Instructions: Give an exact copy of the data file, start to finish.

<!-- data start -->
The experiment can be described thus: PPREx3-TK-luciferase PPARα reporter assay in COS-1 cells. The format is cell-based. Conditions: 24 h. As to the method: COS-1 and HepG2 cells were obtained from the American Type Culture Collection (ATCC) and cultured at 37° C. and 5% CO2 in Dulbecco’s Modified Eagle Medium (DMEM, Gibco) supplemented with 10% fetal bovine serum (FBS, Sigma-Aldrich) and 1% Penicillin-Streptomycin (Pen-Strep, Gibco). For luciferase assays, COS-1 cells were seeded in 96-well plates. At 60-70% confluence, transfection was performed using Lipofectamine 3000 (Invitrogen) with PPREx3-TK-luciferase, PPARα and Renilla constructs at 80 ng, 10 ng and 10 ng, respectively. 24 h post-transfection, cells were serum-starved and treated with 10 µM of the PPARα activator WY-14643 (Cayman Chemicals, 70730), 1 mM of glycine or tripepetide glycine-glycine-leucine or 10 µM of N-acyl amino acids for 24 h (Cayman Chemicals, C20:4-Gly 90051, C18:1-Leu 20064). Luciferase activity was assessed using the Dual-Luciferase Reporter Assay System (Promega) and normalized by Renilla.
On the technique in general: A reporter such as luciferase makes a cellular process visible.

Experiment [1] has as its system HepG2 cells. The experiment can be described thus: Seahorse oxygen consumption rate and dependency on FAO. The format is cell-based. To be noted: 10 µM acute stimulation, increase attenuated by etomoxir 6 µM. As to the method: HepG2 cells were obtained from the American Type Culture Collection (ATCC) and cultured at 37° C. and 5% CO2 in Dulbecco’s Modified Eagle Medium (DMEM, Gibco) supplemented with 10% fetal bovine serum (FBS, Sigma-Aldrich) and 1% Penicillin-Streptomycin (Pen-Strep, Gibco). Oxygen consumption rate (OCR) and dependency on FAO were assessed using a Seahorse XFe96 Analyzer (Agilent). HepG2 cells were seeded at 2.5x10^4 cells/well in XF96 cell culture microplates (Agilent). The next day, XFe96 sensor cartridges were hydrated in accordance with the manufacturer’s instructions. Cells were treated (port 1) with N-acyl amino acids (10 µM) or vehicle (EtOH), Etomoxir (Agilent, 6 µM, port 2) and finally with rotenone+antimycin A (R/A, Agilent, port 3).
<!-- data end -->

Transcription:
The experiment can be described thus: PPREx3-TK-luciferase PPARα reporter assay in COS-1 cells. The format is cell-based. Conditions: 24 h. As to the method: COS-1 and HepG2 cells were obtained from the American Type Culture Collection (ATCC) and cultured at 37° C. and 5% CO2 in Dulbecco’s Modified Eagle Medium (DMEM, Gibco) supplemented with 10% fetal bovine serum (FBS, Sigma-Aldrich) and 1% Penicillin-Streptomycin (Pen-Strep, Gibco). For luciferase assays, COS-1 cells were seeded in 96-well plates. At 60-70% confluence, transfection was performed using Lipofectamine 3000 (Invitrogen) with PPREx3-TK-luciferase, PPARα and Renilla constructs at 80 ng, 10 ng and 10 ng, respectively. 24 h post-transfection, cells were serum-starved and treated with 10 µM of the PPARα activator WY-14643 (Cayman Chemicals, 70730), 1 mM of glycine or tripepetide glycine-glycine-leucine or 10 µM of N-acyl amino acids for 24 h (Cayman Chemicals, C20:4-Gly 90051, C18:1-Leu 20064). Luciferase activity was assessed using the Dual-Luciferase Reporter Assay System (Promega) and normalized by Renilla.
On the technique in general: A reporter such as luciferase makes a cellular process visible.

Experiment [1] has as its system HepG2 cells. The experiment can be described thus: Seahorse oxygen consumption rate and dependency on FAO. The format is cell-based. To be noted: 10 µM acute stimulation, increase attenuated by etomoxir 6 µM. As to the method: HepG2 cells were obtained from the American Type Culture Collection (ATCC) and cultured at 37° C. and 5% CO2 in Dulbecco’s Modified Eagle Medium (DMEM, Gibco) supplemented with 10% fetal bovine serum (FBS, Sigma-Aldrich) and 1% Penicillin-Streptomycin (Pen-Strep, Gibco). Oxygen consumption rate (OCR) and dependency on FAO were assessed using a Seahorse XFe96 Analyzer (Agilent). HepG2 cells were seeded at 2.5x10^4 cells/well in XF96 cell culture microplates (Agilent). The next day, XFe96 sensor cartridges were hydrated in accordance with the manufacturer’s instructions. Cells were treated (port 1) with N-acyl amino acids (10 µM) or vehicle (EtOH), Etomoxir (Agilent, 6 µM, port 2) and finally with rotenone+antimycin A (R/A, Agilent, port 3).